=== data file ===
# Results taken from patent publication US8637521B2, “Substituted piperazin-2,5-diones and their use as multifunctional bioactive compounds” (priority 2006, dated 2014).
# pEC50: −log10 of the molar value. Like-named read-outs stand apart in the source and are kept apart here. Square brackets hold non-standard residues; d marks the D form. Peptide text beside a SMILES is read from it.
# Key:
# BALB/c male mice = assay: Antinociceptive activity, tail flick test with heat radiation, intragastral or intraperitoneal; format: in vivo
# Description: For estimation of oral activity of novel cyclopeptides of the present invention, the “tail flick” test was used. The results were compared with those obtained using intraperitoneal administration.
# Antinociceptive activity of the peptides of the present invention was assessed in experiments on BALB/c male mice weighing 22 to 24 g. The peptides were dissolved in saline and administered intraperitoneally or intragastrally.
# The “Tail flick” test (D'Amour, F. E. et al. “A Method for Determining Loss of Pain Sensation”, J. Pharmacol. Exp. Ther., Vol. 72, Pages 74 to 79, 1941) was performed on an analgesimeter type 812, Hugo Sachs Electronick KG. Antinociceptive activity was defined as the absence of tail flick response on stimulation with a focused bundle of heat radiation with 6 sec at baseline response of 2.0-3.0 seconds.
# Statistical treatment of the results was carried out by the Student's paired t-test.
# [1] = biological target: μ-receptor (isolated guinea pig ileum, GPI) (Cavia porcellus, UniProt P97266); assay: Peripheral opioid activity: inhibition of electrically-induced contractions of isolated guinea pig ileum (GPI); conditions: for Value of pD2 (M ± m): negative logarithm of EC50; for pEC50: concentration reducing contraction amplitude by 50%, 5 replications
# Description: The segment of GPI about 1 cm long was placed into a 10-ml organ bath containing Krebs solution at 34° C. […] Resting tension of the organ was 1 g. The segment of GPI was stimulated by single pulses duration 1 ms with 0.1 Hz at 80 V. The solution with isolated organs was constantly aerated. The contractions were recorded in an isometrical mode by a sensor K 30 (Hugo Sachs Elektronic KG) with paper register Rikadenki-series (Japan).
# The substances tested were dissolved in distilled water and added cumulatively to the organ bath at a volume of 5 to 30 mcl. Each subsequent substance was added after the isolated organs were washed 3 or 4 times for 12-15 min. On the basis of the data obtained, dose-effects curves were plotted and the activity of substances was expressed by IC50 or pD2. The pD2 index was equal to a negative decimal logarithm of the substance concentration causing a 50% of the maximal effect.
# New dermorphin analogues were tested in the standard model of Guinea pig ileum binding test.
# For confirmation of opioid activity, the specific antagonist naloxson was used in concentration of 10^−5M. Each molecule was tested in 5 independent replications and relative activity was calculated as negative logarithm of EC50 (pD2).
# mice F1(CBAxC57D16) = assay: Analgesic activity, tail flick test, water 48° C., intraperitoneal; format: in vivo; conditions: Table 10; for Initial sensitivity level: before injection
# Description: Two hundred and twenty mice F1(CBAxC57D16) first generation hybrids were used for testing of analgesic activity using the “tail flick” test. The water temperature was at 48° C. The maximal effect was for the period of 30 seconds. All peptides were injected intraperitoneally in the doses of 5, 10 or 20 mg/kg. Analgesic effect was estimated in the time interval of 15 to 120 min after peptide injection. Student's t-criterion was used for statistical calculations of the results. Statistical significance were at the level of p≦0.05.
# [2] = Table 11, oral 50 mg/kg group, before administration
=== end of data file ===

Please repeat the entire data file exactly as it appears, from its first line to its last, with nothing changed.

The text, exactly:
# Results taken from patent publication US8637521B2, “Substituted piperazin-2,5-diones and their use as multifunctional bioactive compounds” (priority 2006, dated 2014).
# pEC50: −log10 of the molar value. Like-named read-outs stand apart in the source and are kept apart here. Square brackets hold non-standard residues; d marks the D form. Peptide text beside a SMILES is read from it.
# Key:
# BALB/c male mice = assay: Antinociceptive activity, tail flick test with heat radiation, intragastral or intraperitoneal; format: in vivo
# Description: For estimation of oral activity of novel cyclopeptides of the present invention, the “tail flick” test was used. The results were compared with those obtained using intraperitoneal administration.
# Antinociceptive activity of the peptides of the present invention was assessed in experiments on BALB/c male mice weighing 22 to 24 g. The peptides were dissolved in saline and administered intraperitoneally or intragastrally.
# The “Tail flick” test (D'Amour, F. E. et al. “A Method for Determining Loss of Pain Sensation”, J. Pharmacol. Exp. Ther., Vol. 72, Pages 74 to 79, 1941) was performed on an analgesimeter type 812, Hugo Sachs Electronick KG. Antinociceptive activity was defined as the absence of tail flick response on stimulation with a focused bundle of heat radiation with 6 sec at baseline response of 2.0-3.0 seconds.
# Statistical treatment of the results was carried out by the Student's paired t-test.
# [1] = biological target: μ-receptor (isolated guinea pig ileum, GPI) (Cavia porcellus, UniProt P97266); assay: Peripheral opioid activity: inhibition of electrically-induced contractions of isolated guinea pig ileum (GPI); conditions: for Value of pD2 (M ± m): negative logarithm of EC50; for pEC50: concentration reducing contraction amplitude by 50%, 5 replications
# Description: The segment of GPI about 1 cm long was placed into a 10-ml organ bath containing Krebs solution at 34° C. […] Resting tension of the organ was 1 g. The segment of GPI was stimulated by single pulses duration 1 ms with 0.1 Hz at 80 V. The solution with isolated organs was constantly aerated. The contractions were recorded in an isometrical mode by a sensor K 30 (Hugo Sachs Elektronic KG) with paper register Rikadenki-series (Japan).
# The substances tested were dissolved in distilled water and added cumulatively to the organ bath at a volume of 5 to 30 mcl. Each subsequent substance was added after the isolated organs were washed 3 or 4 times for 12-15 min. On the basis of the data obtained, dose-effects curves were plotted and the activity of substances was expressed by IC50 or pD2. The pD2 index was equal to a negative decimal logarithm of the substance concentration causing a 50% of the maximal effect.
# New dermorphin analogues were tested in the standard model of Guinea pig ileum binding test.
# For confirmation of opioid activity, the specific antagonist naloxson was used in concentration of 10^−5M. Each molecule was tested in 5 independent replications and relative activity was calculated as negative logarithm of EC50 (pD2).
# mice F1(CBAxC57D16) = assay: Analgesic activity, tail flick test, water 48° C., intraperitoneal; format: in vivo; conditions: Table 10; for Initial sensitivity level: before injection
# Description: Two hundred and twenty mice F1(CBAxC57D16) first generation hybrids were used for testing of analgesic activity using the “tail flick” test. The water temperature was at 48° C. The maximal effect was for the period of 30 seconds. All peptides were injected intraperitoneally in the doses of 5, 10 or 20 mg/kg. Analgesic effect was estimated in the time interval of 15 to 120 min after peptide injection. Student's t-criterion was used for statistical calculations of the results. Statistical significance were at the level of p≦0.05.
# [2] = Table 11, oral 50 mg/kg group, before administration